Of course this means that in certain respects God's love does not function exactly like ours. How could it? God's love emanates from His infinite being, whose perfections are immutable. But this way of wording things guards the most important values in impassibility and still insists that God's love is real love, of the same genus as the best of love displayed by His image-bearers. And if there remain large areas of uncertainty as to how all this works out in the being and action of God, it is because we have returned by another route to the abiding tension between the biblical portrait of the sovereign, transcendent God and the biblical portrait of the personal God—and thus to the very mystery of God.

This approach to these matters accounts well for certain biblical truths of immense practical importance. God does not "fall in love" with the elect; He does not "fall in love" with us; He sets his affection on us. He does not predestine us out of some stern whimsy; rather, in love He predestines us to be adopted as His sons (Eph. 1:4-5). The texts of Scripture themselves associate the love of God with other perfections in God.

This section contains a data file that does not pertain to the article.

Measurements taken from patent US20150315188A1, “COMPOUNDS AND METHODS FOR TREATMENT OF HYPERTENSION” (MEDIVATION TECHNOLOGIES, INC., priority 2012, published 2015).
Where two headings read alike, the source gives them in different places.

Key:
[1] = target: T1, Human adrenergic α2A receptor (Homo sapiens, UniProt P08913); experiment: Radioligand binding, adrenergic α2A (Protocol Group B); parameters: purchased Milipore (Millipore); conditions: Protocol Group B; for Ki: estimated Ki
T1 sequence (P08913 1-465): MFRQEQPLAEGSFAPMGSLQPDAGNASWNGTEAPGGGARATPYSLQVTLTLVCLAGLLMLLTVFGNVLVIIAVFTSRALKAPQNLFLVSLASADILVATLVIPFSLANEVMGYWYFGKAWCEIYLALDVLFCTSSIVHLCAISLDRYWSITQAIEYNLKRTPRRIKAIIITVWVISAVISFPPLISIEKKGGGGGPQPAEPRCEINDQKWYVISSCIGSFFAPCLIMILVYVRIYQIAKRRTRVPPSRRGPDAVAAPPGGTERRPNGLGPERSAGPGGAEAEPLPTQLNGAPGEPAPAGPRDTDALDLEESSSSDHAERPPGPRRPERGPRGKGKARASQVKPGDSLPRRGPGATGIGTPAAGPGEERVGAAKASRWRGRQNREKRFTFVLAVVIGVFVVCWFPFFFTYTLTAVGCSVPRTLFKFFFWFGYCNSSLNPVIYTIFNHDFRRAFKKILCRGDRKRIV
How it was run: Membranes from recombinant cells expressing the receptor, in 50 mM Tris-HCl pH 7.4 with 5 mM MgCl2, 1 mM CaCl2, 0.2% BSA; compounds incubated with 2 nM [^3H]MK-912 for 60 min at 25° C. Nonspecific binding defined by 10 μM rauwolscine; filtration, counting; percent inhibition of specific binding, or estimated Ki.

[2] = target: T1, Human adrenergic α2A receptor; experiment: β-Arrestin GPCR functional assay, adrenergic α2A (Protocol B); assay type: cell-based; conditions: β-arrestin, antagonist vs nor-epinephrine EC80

An example may be useful at this point. Picture Charles and Susan walking down a beach, hand in hand, at the end of the academic year. The pressure of the semester has dissipated in the warm evening breeze. They have kicked off their sandals, and the wet sand squishes between their toes. Charles turns to Susan, gazes deeply into her large, hazel eyes, and says, "Susan, I love you. I really do."

What does he mean?

Well, in this day and age he may mean nothing more than that he feels like testosterone on legs and wants to go to bed with her. But if we assume he has even a modicum of decency, let alone Christian virtue, the least he means is something like this: "Susan, you mean everything to me. I can't live without you. Your smile poleaxes me from fifty yards. Your sparkling good humor, your beautiful eyes, the scent of your hair—everything about you transfixes me. I love you!"